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Cochrane Database Syst Rev. 2010 Apr 14;(4):CD002300. doi: 10.1002/14651858.CD002300.pub2.

Cisapride treatment for gastro-oesophageal reflux in children.

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Department of Neurology, Women's and Childrens Hospital, 72 King William Rd, North Adelaide, SA, Australia, 5006.



Gastro-oesophageal reflux (GOR) is common and usually self-limiting in infants. Cisapride, a pro-kinetic agent, was commonly prescribed until reports of possible serious adverse events were associated with its use.


To determine the effectiveness of cisapride versus placebo or non-surgical treatments for symptoms of GOR.


We searched the Cochrane Upper Gastrointestinal and Pancreatic Diseases Group Specialised Register and Central Register of Controlled Trials (CENTRAL), MEDLINE and EMBASE, reference lists of relevant review articles and searched in the Science Citation Index for all the trials identified. All searches were updated in February 2009.


Randomised controlled trials comparing oral cisapride therapy with placebo or other non-surgical treatments for children diagnosed with GOR were included. We excluded trials with a majority of participants less than 28 days of age.


Primary outcomes were a change in symptoms at the end of treatment, presence of adverse events, occurrence of clinical complications and weight gain. Secondary outcomes included physiological measures of GOR or histological evidence of oesophagitis. We dichotomised symptoms into 'same or worse' versus 'improved' and calculated summary odds ratios (OR). Continuous measures of GOR (for example reflux index) were summarised as a weighted mean difference. All outcomes were analysed using a random-effects method.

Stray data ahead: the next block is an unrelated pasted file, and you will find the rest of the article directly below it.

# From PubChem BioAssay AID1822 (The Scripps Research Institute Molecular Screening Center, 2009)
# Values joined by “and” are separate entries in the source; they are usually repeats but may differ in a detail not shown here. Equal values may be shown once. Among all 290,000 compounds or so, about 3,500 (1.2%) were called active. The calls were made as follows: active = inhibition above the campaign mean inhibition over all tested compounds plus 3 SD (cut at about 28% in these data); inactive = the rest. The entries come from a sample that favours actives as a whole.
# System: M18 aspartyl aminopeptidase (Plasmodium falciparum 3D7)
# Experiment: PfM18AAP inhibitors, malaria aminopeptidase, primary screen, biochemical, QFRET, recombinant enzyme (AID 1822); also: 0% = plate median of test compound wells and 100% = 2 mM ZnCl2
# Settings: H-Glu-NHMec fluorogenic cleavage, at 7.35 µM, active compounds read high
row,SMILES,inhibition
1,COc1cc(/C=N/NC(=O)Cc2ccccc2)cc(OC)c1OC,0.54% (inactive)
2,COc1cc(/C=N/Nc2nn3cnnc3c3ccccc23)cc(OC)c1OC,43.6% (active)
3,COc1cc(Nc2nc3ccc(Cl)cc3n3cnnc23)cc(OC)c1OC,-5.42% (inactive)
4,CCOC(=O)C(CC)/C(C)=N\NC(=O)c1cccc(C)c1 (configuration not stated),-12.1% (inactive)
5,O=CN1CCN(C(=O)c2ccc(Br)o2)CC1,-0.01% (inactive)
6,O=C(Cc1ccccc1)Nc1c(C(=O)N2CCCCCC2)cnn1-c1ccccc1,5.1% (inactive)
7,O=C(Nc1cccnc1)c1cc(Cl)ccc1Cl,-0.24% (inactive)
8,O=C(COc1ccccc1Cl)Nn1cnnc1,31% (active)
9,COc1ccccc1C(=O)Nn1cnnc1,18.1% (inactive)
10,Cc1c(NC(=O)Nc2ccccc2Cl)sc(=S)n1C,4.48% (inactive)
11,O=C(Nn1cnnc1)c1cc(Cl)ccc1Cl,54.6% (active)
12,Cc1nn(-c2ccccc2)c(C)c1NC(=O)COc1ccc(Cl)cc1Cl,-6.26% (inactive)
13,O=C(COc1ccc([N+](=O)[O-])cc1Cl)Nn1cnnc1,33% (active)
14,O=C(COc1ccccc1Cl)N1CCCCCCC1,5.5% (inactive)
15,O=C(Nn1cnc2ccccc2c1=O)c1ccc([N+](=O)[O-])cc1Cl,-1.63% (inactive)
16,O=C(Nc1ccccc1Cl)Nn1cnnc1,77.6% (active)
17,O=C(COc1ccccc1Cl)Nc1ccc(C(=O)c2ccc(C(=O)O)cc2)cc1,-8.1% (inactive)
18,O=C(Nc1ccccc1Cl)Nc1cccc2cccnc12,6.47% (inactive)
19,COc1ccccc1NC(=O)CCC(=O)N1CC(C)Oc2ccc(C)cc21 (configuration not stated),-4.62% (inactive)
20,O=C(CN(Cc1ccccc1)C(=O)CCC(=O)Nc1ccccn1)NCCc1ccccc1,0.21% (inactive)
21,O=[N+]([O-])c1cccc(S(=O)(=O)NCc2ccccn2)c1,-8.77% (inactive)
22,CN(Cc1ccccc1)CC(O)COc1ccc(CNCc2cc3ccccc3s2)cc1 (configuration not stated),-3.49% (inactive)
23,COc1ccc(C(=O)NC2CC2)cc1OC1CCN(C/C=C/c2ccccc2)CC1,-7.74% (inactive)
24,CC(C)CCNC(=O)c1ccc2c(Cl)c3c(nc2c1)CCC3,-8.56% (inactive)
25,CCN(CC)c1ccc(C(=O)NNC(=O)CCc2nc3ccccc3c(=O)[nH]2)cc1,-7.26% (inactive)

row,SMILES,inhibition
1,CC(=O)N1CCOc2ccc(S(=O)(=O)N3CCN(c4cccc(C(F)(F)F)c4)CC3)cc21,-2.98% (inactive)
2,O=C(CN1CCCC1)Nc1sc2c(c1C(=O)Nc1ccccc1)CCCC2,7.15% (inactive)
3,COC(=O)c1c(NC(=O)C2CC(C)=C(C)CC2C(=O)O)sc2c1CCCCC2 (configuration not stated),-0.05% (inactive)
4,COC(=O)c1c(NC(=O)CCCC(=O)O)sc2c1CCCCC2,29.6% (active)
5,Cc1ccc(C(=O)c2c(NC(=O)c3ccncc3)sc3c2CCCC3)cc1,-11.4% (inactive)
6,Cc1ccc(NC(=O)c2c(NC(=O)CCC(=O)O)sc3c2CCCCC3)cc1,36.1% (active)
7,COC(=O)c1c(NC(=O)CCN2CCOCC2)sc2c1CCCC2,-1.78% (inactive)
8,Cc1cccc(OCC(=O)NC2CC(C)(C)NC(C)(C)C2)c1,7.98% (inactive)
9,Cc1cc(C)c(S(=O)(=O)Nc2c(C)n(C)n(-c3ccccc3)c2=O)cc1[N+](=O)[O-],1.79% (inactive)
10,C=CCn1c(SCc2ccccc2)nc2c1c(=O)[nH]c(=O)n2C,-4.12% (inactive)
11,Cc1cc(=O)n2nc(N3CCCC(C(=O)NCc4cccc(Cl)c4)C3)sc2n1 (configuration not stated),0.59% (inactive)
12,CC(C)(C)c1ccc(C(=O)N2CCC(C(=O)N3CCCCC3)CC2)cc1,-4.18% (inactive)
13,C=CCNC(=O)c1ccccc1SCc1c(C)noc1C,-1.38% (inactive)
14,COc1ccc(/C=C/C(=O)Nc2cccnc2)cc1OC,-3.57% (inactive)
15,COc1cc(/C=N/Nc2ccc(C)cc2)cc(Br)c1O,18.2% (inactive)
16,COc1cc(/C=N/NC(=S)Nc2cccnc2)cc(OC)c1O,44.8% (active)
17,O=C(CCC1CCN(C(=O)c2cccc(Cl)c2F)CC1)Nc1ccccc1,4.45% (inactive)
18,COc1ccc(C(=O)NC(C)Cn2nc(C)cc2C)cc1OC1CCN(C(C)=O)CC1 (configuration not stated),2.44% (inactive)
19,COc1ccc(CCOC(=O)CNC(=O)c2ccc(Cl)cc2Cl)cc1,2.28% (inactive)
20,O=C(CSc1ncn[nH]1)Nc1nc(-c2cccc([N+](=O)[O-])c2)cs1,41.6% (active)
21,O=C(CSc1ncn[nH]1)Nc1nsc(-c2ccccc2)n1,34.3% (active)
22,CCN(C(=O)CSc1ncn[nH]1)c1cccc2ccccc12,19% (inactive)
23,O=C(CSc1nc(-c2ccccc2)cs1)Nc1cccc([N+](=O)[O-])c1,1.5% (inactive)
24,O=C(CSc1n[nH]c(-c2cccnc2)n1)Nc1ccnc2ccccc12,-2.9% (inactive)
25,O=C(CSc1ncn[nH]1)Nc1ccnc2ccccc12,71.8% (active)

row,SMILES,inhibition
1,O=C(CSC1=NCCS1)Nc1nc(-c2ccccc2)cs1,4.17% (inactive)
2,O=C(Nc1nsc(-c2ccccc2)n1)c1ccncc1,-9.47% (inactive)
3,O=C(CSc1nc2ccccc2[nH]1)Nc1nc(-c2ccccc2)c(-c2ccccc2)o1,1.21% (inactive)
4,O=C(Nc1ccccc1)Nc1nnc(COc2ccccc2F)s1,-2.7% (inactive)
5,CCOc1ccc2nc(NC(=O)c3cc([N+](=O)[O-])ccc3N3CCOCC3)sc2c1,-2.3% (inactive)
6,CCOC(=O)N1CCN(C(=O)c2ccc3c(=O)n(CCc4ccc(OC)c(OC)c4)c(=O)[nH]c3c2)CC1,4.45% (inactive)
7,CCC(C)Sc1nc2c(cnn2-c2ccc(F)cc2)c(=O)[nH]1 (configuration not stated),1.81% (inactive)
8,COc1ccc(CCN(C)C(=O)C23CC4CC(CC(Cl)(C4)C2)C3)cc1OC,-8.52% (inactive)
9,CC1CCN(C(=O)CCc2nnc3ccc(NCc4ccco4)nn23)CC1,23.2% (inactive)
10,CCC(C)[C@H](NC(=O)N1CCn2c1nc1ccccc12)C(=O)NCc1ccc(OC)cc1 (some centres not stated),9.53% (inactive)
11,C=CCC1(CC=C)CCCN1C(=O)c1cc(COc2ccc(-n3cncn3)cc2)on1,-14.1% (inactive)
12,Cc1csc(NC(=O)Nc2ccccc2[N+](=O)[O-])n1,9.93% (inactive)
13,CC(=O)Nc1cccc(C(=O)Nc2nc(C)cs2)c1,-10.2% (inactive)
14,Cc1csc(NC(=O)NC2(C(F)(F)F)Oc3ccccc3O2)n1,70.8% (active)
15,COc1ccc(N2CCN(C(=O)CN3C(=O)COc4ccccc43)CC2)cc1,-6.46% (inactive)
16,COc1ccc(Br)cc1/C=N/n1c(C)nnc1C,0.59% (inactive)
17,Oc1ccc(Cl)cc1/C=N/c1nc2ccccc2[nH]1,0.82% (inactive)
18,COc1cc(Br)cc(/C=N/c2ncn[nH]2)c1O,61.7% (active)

Ten trials in total met the inclusion criteria. Nine trials compared cisapride with placebo or no treatment, of which eight (262 participants) reported data on symptoms of gastro-oesophageal reflux. There was no statistically significant difference between the two interventions (OR 0.34; 95% CI 0.10 to 1.19) for 'same or worse' versus 'improved symptoms' at the end of treatment. There was significant heterogeneity between the studies, suggesting publication bias. Four studies reported adverse events (mainly diarrhoea); this difference was not statistically significant (OR 1.80; 95% CI 0.87 to 3.70). Another trial found no difference in the electrocardiographic QTc interval after three to eight weeks of treatment. Cisapride significantly reduced the reflux index (weighted mean difference -6.49; 95% CI -10.13 to -2.85; P = 0.0005). Other measures of oesophageal pH monitoring did not reach significance. One included study compared cisapride with Gaviscon (with no statistically significant difference). One small study found no evidence of benefit on frequency of regurgitation or weight gain after treatment with cisapride versus no treatment, carob bean or corn syrup thickeners.


We found no clear evidence that cisapride reduces symptoms of GOR. Due to reports of fatal cardiac arrhythmias or sudden death, from July 2000 in the USA and Europe cisapride was restricted to a limited access programme supervised by a paediatric gastrologist.

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